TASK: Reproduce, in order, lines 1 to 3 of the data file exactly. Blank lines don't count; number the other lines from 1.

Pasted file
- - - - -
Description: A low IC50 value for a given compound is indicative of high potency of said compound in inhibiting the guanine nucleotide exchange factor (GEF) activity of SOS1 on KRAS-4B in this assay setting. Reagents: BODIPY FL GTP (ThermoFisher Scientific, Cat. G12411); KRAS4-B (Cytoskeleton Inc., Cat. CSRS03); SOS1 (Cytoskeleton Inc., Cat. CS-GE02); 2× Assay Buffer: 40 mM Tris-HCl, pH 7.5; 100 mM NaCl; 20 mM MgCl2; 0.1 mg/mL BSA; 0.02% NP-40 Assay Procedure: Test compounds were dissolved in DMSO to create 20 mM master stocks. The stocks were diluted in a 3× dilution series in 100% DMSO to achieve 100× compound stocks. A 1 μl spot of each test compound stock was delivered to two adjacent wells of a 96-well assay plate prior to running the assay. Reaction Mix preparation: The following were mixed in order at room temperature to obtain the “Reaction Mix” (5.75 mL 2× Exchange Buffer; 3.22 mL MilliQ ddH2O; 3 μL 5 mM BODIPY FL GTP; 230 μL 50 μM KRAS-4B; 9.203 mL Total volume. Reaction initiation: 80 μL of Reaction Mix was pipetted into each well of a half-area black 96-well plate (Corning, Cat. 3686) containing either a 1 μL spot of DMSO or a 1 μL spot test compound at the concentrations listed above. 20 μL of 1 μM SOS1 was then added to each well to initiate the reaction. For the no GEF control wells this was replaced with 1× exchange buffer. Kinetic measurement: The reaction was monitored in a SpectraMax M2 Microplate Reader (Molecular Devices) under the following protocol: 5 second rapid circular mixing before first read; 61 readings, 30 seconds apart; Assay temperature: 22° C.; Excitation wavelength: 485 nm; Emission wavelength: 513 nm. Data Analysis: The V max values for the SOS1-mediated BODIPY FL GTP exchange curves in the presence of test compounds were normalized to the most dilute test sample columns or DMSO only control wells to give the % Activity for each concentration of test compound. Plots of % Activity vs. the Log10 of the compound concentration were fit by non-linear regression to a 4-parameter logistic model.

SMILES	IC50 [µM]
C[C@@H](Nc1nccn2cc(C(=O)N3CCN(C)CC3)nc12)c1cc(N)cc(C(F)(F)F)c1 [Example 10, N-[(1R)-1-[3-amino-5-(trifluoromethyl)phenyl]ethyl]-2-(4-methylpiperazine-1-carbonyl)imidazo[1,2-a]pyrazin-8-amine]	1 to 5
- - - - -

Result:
Description: A low IC50 value for a given compound is indicative of high potency of said compound in inhibiting the guanine nucleotide exchange factor (GEF) activity of SOS1 on KRAS-4B in this assay setting. Reagents: BODIPY FL GTP (ThermoFisher Scientific, Cat. G12411); KRAS4-B (Cytoskeleton Inc., Cat. CSRS03); SOS1 (Cytoskeleton Inc., Cat. CS-GE02); 2× Assay Buffer: 40 mM Tris-HCl, pH 7.5; 100 mM NaCl; 20 mM MgCl2; 0.1 mg/mL BSA; 0.02% NP-40 Assay Procedure: Test compounds were dissolved in DMSO to create 20 mM master stocks. The stocks were diluted in a 3× dilution series in 100% DMSO to achieve 100× compound stocks. A 1 μl spot of each test compound stock was delivered to two adjacent wells of a 96-well assay plate prior to running the assay. Reaction Mix preparation: The following were mixed in order at room temperature to obtain the “Reaction Mix” (5.75 mL 2× Exchange Buffer; 3.22 mL MilliQ ddH2O; 3 μL 5 mM BODIPY FL GTP; 230 μL 50 μM KRAS-4B; 9.203 mL Total volume. Reaction initiation: 80 μL of Reaction Mix was pipetted into each well of a half-area black 96-well plate (Corning, Cat. 3686) containing either a 1 μL spot of DMSO or a 1 μL spot test compound at the concentrations listed above. 20 μL of 1 μM SOS1 was then added to each well to initiate the reaction. For the no GEF control wells this was replaced with 1× exchange buffer. Kinetic measurement: The reaction was monitored in a SpectraMax M2 Microplate Reader (Molecular Devices) under the following protocol: 5 second rapid circular mixing before first read; 61 readings, 30 seconds apart; Assay temperature: 22° C.; Excitation wavelength: 485 nm; Emission wavelength: 513 nm. Data Analysis: The V max values for the SOS1-mediated BODIPY FL GTP exchange curves in the presence of test compounds were normalized to the most dilute test sample columns or DMSO only control wells to give the % Activity for each concentration of test compound. Plots of % Activity vs. the Log10 of the compound concentration were fit by non-linear regression to a 4-parameter logistic model.

SMILES	IC50 [µM]
C[C@@H](Nc1nccn2cc(C(=O)N3CCN(C)CC3)nc12)c1cc(N)cc(C(F)(F)F)c1 [Example 10, N-[(1R)-1-[3-amino-5-(trifluoromethyl)phenyl]ethyl]-2-(4-methylpiperazine-1-carbonyl)imidazo[1,2-a]pyrazin-8-amine]	1 to 5